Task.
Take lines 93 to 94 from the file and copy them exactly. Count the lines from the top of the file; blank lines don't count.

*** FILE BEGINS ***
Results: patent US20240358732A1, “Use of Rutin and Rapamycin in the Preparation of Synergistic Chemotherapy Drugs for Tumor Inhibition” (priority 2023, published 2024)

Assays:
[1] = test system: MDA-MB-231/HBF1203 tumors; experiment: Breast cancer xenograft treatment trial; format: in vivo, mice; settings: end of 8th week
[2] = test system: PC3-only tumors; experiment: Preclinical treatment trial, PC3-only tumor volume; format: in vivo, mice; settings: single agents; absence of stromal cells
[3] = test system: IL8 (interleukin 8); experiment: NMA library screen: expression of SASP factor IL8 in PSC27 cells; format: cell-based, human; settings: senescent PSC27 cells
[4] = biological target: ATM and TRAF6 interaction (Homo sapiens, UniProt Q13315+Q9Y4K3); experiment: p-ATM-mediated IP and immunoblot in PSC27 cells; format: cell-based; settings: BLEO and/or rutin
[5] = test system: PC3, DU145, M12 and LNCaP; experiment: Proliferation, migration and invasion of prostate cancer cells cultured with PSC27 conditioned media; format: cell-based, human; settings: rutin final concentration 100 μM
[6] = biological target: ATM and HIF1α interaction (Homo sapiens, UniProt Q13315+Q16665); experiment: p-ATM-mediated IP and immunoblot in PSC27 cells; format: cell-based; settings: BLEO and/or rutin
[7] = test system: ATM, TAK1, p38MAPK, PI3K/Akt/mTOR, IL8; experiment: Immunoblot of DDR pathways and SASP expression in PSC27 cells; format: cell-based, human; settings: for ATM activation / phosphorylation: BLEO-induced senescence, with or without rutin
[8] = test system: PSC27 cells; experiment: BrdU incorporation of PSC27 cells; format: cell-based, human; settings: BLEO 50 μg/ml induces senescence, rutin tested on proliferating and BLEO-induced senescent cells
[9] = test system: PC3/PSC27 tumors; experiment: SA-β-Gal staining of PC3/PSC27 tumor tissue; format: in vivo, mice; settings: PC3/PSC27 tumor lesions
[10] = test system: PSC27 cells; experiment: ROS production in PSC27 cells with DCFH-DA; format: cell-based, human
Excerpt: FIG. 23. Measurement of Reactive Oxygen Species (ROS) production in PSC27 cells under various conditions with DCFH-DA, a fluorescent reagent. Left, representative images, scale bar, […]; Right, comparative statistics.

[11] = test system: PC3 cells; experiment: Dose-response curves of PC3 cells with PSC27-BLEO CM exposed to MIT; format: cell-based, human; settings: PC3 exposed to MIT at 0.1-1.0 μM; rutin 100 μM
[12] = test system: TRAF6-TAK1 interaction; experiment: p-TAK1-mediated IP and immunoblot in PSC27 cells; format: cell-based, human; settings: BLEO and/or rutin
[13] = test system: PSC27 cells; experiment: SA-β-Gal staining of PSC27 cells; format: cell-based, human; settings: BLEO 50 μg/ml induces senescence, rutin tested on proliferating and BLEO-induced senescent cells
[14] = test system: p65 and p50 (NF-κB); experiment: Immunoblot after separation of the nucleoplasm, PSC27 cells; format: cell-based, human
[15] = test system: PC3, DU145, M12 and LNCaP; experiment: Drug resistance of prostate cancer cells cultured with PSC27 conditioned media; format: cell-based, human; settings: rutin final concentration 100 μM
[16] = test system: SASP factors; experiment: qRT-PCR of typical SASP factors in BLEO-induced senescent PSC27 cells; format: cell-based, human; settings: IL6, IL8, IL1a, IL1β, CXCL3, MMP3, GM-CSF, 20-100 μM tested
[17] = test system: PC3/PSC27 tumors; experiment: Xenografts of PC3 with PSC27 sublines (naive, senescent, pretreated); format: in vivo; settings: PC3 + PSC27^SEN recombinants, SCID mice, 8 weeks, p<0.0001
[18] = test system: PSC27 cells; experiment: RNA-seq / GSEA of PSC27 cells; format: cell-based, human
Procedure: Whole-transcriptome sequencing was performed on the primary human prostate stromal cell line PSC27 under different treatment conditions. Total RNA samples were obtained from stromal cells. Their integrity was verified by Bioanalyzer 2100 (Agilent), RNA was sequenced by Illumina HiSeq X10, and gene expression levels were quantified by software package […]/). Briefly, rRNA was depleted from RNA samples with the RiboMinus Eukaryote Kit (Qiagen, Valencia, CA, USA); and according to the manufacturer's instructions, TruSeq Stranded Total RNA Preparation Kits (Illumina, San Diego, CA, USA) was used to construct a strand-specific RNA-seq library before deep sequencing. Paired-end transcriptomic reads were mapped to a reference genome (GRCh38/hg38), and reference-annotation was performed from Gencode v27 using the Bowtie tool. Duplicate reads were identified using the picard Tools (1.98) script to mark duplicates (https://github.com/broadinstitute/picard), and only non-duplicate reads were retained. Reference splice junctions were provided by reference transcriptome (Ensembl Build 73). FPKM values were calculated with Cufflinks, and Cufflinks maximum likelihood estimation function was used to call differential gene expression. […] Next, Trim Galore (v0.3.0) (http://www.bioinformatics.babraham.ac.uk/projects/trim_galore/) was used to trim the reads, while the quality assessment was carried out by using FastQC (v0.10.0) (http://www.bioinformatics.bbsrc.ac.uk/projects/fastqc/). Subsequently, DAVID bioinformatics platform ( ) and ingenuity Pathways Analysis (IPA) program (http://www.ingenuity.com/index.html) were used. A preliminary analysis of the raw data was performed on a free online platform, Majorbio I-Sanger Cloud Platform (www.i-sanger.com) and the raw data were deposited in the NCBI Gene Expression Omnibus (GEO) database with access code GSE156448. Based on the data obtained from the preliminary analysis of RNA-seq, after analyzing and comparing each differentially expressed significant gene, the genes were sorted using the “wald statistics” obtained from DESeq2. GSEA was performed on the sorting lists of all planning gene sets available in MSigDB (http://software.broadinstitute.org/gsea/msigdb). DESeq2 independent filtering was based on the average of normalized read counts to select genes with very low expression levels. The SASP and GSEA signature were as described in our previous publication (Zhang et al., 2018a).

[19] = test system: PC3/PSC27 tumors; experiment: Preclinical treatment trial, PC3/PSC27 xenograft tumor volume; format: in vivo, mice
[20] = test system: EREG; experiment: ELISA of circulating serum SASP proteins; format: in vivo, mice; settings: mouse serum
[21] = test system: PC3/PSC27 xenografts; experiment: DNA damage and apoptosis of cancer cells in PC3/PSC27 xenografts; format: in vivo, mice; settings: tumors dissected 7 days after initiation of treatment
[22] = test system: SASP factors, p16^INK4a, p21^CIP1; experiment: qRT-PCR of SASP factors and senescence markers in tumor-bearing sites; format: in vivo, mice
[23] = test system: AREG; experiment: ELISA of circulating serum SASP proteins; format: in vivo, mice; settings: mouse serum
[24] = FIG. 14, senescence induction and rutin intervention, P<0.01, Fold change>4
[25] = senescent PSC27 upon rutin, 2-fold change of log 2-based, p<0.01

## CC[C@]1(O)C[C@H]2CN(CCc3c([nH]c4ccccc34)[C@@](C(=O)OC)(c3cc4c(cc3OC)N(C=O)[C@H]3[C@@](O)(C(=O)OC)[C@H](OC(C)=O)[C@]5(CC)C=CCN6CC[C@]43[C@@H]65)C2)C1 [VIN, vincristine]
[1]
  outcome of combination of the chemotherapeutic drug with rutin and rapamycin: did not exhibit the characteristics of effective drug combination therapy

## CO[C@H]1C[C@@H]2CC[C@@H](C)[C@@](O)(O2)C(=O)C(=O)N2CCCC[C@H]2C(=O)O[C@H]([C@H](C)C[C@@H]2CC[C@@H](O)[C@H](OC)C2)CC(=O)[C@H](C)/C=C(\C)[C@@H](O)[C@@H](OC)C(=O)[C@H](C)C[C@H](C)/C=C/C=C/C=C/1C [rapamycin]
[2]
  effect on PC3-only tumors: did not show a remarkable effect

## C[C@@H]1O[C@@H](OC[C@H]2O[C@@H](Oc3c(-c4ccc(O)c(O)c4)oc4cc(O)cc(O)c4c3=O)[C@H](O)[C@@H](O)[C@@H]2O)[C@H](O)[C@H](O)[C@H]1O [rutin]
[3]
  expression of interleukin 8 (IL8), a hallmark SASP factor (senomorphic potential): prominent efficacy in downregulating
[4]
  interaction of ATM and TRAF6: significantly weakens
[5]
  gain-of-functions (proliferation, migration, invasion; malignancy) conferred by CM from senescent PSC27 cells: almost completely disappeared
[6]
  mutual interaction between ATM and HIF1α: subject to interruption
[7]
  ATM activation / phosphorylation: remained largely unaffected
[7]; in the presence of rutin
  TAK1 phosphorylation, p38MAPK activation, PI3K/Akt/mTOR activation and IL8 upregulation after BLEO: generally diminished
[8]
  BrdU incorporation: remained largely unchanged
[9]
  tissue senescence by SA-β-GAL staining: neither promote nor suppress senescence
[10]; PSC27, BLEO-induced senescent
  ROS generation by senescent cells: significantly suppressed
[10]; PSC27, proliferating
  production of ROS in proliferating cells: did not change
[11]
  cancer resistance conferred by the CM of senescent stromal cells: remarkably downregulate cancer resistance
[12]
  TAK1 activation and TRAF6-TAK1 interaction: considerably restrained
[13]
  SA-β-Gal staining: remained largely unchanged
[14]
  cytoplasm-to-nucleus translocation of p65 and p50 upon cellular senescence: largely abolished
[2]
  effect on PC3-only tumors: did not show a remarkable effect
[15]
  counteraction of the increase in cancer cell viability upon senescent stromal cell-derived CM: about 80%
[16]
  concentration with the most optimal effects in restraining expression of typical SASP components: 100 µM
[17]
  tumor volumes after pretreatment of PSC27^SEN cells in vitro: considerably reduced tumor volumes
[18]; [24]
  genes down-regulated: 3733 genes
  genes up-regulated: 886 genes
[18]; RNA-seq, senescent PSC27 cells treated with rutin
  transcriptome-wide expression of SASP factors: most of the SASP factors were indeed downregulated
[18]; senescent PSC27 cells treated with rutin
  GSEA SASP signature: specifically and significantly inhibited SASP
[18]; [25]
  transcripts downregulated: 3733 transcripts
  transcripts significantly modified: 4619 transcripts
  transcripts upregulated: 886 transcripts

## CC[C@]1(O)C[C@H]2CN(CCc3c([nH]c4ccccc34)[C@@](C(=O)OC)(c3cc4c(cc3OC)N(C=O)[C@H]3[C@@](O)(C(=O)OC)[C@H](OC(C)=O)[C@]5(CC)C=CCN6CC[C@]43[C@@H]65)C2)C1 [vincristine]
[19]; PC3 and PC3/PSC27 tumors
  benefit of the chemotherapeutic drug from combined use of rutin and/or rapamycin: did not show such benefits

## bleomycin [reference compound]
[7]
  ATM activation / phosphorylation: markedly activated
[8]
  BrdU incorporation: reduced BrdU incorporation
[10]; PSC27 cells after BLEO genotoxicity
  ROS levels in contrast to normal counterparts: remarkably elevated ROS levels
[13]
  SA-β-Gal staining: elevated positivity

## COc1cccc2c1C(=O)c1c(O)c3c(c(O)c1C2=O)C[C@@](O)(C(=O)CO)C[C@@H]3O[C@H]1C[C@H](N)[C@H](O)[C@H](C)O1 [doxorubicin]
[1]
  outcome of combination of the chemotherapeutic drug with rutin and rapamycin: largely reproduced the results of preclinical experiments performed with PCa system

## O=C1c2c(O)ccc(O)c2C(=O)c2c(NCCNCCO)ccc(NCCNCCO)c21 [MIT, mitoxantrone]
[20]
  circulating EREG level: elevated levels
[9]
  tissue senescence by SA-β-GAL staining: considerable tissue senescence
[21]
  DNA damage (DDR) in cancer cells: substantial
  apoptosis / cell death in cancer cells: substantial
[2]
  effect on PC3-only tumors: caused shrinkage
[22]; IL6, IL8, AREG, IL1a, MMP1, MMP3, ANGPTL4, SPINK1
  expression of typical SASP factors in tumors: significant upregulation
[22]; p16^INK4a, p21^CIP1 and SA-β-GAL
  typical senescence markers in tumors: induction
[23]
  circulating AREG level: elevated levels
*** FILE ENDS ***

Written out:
  ROS levels in contrast to normal counterparts: remarkably elevated ROS levels
[13]